Carl Hampson and Eunike Design recently designed the Pitch House for Belmont, Massachusetts. The home is the reinterpretation for the ideals of early European modernism as it “evolves the universal machine for living concept into a site-specific contemporary dwelling shaped by the local forces of climate, culture, and sustainability.” The main living spaces sit under a pivoting roof that responds to the changing seasons by providing the correct amount of sunlight and shade to the interior throughout the year. The constantly changing roof “provides a centerpiece for year round outdoor activities.” An open ended site strategy responds “to the transformation of suburban ideals facilitated by the influx of information technology” while the home’s orientation, active and passive solar strategies, thermal mass, and earthen berms collectively reduce year round energy loads.
This competition has been a field for experimentation on digital manufacturing, new materials and new construction techniques -all under a tight budget-, as we saw in 2008 with the P.F.1 by WORKac.
To keep the courtyard fresh, a series of “hut” like structures conformed by inverted catenaries (part of an on going research by the practice) acting as chimneys: The faux fur that covers them collects heat from the sun, transfering it to the air inside the huts creating a chimney effect that keeps air flowing to cool the lower level.
The resulting space corresponds to the after-party concept envisioned by MOS:
The main purpose of the afterparty is to provide a relaxing environment, as compared to the earlier venue, where the atmosphere is usually more frenetic. During an afterparty people often sit down, relax, and chat freely, meet new people in a more controlled setting. If the original party was one that continued until late at night, the afterparty will often include a morning snack, which usually counts as breakfast. …. Possibly in contrast to relaxation, the afterparty can provide a chance for people to get away from the eyes of people who were overseeing the main party. This tends to be more common in events such as school balls where alcohol consumption is not allowed, and provides a location where the partygoers will be allowed to drink. In this case, the afterparty may turn out to be more lively than the main party, as the people are freed from the restrictions that were placed on them during the main party.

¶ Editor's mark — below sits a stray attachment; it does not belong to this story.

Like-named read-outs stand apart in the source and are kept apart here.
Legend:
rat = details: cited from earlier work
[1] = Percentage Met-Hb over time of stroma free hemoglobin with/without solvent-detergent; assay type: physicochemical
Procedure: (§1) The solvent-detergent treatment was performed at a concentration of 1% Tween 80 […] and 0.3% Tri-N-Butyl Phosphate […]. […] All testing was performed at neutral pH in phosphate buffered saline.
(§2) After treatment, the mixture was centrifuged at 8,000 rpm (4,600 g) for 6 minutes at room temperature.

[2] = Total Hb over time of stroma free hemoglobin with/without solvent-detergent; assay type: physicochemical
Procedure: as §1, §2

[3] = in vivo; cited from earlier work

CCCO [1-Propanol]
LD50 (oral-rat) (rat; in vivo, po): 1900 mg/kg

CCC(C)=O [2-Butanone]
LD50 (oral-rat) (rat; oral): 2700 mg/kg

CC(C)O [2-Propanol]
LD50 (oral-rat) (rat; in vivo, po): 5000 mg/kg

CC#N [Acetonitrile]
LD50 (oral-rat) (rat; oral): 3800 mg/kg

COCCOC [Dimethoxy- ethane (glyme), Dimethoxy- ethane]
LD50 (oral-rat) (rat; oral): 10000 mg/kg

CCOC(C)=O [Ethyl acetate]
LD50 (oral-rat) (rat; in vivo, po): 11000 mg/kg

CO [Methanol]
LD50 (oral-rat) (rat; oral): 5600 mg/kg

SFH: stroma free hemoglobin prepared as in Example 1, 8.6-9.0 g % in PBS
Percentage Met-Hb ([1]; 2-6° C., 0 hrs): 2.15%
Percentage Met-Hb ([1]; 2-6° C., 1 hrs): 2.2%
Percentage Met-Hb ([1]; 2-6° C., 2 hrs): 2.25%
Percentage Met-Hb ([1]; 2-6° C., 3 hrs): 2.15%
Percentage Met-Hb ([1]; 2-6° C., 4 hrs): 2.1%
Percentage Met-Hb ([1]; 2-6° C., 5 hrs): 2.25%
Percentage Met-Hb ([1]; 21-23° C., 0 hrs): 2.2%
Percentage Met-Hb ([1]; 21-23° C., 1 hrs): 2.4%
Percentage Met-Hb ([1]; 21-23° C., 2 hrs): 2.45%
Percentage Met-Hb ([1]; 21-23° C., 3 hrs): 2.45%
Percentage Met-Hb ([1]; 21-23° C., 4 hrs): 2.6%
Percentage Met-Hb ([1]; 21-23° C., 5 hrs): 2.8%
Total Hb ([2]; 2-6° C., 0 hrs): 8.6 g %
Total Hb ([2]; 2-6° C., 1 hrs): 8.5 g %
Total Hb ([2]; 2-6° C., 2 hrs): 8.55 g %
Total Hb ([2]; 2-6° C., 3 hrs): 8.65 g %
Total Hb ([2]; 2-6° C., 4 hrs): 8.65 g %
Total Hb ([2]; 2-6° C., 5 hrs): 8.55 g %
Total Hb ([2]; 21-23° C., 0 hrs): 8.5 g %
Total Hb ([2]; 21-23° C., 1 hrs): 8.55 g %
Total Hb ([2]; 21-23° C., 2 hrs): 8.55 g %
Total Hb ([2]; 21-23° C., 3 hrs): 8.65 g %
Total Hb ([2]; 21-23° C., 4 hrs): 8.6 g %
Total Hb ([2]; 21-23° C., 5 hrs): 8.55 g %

All photos by Florian Holzherr. See more after the break:
Our friend Rob Ley sent us info on their latest installation, Reef, which we’ll be checking out next week. Reef, an installation by Los Angeles Designers Rob Ley (Urbana) and Joshua G. Stein (Radical Craft) is currently on view at Storefront for Art and Architecture in New York City. This kinetic sculptural installation takes advantage of new Shape Memory Alloy (SMA) technology to create a responsive environment.
The editors at suckerPUNCH are sponsoring an open international design competition. Perfectly situated but notoriously maligned, the Gowanus Canal borders the vibrant Brooklyn neighborhoods of Red Hook, Park Slope, and Carroll Gardens. As a result of heavy industrial pollution, the canal took on an iridescent purple sheen gaining it the nickname “Lavender Lake.”
The 110,000-plus square foot facility will use cost-effective, energy-efficient green building practices and will be built to be LEED-certified. From earth-tubes that will pre-condition the air to reduce HVAC costs by 50-70% to solar thermal panels on the roof for hot water to the embedded in-floor loop system, Spaceport America is both unique and iconic in terms of visual and environmental design.
“Learn by doing” sounds like something very obvious when it comes to education in most fields, and specially in architecture schools.
I have taught at schools that embrace it in different ways, either by doing a collective small project during the semester, or building a complete project over the development of the final graduate project. This last method was inspired by the work of the good ol’ Rural Studio.
The Rural Studio is a design-build architecture studio run by Auburn University which aims to teach students about the social responsibilities of the profession of architecture while also providing safe, well-constructed and inspirational homes and buildings for poor communities in rural west Alabama, part of the so-called “Black Belt“.